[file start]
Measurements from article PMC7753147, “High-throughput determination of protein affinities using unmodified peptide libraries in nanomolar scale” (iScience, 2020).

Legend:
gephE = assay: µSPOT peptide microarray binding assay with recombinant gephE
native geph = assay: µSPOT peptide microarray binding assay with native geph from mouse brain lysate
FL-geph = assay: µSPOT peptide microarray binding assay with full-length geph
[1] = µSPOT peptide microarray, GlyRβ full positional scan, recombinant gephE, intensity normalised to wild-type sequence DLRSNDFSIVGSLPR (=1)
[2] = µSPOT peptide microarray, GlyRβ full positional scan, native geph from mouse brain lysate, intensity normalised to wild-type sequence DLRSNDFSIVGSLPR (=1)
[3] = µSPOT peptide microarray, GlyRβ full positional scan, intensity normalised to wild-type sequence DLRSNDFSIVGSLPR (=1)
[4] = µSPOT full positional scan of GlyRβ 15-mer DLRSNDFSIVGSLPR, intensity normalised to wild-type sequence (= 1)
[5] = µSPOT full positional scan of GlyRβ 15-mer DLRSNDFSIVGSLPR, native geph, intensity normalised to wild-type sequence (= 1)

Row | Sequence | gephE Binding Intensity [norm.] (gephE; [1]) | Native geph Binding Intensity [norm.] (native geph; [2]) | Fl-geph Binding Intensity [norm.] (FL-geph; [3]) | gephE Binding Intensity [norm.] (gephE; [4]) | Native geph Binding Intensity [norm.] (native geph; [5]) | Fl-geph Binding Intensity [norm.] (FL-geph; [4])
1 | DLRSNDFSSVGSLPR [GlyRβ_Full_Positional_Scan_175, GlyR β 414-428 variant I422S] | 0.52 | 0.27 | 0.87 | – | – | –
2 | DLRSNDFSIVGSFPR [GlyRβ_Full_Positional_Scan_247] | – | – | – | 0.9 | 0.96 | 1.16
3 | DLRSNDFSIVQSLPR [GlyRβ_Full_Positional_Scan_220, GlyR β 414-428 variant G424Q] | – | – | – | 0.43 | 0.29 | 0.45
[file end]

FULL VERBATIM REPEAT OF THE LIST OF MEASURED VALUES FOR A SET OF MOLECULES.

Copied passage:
Measurements from article PMC7753147, “High-throughput determination of protein affinities using unmodified peptide libraries in nanomolar scale” (iScience, 2020).

Legend:
gephE = assay: µSPOT peptide microarray binding assay with recombinant gephE
native geph = assay: µSPOT peptide microarray binding assay with native geph from mouse brain lysate
FL-geph = assay: µSPOT peptide microarray binding assay with full-length geph
[1] = µSPOT peptide microarray, GlyRβ full positional scan, recombinant gephE, intensity normalised to wild-type sequence DLRSNDFSIVGSLPR (=1)
[2] = µSPOT peptide microarray, GlyRβ full positional scan, native geph from mouse brain lysate, intensity normalised to wild-type sequence DLRSNDFSIVGSLPR (=1)
[3] = µSPOT peptide microarray, GlyRβ full positional scan, intensity normalised to wild-type sequence DLRSNDFSIVGSLPR (=1)
[4] = µSPOT full positional scan of GlyRβ 15-mer DLRSNDFSIVGSLPR, intensity normalised to wild-type sequence (= 1)
[5] = µSPOT full positional scan of GlyRβ 15-mer DLRSNDFSIVGSLPR, native geph, intensity normalised to wild-type sequence (= 1)

Row | Sequence | gephE Binding Intensity [norm.] (gephE; [1]) | Native geph Binding Intensity [norm.] (native geph; [2]) | Fl-geph Binding Intensity [norm.] (FL-geph; [3]) | gephE Binding Intensity [norm.] (gephE; [4]) | Native geph Binding Intensity [norm.] (native geph; [5]) | Fl-geph Binding Intensity [norm.] (FL-geph; [4])
1 | DLRSNDFSSVGSLPR [GlyRβ_Full_Positional_Scan_175, GlyR β 414-428 variant I422S] | 0.52 | 0.27 | 0.87 | – | – | –
2 | DLRSNDFSIVGSFPR [GlyRβ_Full_Positional_Scan_247] | – | – | – | 0.9 | 0.96 | 1.16
3 | DLRSNDFSIVQSLPR [GlyRβ_Full_Positional_Scan_220, GlyR β 414-428 variant G424Q] | – | – | – | 0.43 | 0.29 | 0.45